Canadian exporter optimism reaches 10-year high
Businesses confident about international opportunities in spite of concerns about domestic economy
OTTAWA—Canadian companies are feeling optimistic about international business opportunities in the next six months, an new Export Development Canada report says.
The report is a summary of EDC’s Trade Confidence Index survey, which measures a number of elements that together, give an indication of how Canadian exporters and investors are feeling about their business opportunities in the next six months.
“In spite of weak data and increasing concern about the U.S. economy, Canadian exporters still seem to be expecting improvement in the global trade arena,” Peter Hall, the EDC’s chief economist said. “There is also increased interest in doing business in new countries, a sign that market diversification is alive and well.”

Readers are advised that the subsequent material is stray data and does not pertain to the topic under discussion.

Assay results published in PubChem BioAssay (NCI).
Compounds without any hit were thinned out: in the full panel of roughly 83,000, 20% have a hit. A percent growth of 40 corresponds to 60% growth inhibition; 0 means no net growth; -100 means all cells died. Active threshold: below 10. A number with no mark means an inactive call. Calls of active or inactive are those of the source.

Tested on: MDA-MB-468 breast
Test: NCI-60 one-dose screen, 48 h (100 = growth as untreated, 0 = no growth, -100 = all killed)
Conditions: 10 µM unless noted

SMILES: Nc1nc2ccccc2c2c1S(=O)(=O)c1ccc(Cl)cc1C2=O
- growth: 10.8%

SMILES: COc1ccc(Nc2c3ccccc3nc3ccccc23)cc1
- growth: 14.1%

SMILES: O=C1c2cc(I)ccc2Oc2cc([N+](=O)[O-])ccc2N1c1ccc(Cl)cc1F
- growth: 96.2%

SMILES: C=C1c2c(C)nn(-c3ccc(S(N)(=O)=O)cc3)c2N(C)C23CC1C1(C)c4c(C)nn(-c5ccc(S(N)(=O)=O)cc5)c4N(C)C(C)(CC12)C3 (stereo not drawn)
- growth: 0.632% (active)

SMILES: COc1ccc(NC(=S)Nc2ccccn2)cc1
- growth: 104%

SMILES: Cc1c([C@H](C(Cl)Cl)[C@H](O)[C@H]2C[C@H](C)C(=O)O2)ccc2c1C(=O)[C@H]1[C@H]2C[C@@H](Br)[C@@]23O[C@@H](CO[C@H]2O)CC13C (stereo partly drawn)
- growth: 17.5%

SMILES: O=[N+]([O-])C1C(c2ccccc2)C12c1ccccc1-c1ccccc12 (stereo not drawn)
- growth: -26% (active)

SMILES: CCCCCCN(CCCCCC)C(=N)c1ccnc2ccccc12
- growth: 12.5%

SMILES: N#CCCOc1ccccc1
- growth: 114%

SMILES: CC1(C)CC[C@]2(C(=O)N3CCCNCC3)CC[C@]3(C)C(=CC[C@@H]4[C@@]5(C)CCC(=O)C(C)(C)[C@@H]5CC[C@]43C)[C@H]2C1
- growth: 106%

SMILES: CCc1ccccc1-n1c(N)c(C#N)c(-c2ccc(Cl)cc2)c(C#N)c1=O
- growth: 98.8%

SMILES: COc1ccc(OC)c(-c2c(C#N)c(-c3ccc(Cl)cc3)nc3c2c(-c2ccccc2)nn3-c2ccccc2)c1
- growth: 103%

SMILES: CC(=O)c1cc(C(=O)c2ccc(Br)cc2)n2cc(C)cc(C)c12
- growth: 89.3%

Among all the elements of the survey, respondents’ expectations around international business opportunities increased the most over last fall’s report, with 45 per cent of respondents believing opportunities will improve, up from 33 per cent in the fall of 2014. Sentiment for international business opportunities has reached its highest point in the last 10 years.
Respondents cited the low Canadian dollar and resurgence of the U.S. economy as the main reasons for their positive outlook.
Overall trade confidence was tempered, however, by exporters’ bearish outlook on the domestic economy, which was mainly attributed to the downturn in the oil and gas sector and low Canadian dollar.
Weaker results in this element of the survey caused the overall TCI score for Spring 2015 to fall slightly to 75.1, down from 75.8 last fall. Despite the drop, the TCI level remains above the historical average.
“The small drop in the Index is no cause for alarm,” said Hall. “The weaker overall result is totally due to softer domestic market expectations. In contrast, optimism about international business opportunities surged this spring.”